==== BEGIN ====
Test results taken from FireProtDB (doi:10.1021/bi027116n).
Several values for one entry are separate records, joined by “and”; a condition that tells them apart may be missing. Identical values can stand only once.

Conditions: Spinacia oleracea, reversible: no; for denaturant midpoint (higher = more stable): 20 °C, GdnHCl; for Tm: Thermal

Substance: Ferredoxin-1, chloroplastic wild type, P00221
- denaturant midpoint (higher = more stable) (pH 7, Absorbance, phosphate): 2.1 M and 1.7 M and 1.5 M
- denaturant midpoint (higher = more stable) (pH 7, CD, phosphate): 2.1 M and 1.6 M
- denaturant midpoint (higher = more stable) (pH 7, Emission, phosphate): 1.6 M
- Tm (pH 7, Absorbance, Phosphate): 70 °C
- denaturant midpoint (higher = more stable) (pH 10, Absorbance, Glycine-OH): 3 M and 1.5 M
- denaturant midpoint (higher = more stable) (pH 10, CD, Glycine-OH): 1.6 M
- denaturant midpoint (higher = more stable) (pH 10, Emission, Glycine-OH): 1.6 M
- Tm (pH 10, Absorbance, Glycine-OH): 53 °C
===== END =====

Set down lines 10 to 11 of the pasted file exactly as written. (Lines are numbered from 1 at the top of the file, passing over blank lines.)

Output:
- denaturant midpoint (higher = more stable) (pH 10, CD, Glycine-OH): 1.6 M
- denaturant midpoint (higher = more stable) (pH 10, Emission, Glycine-OH): 1.6 M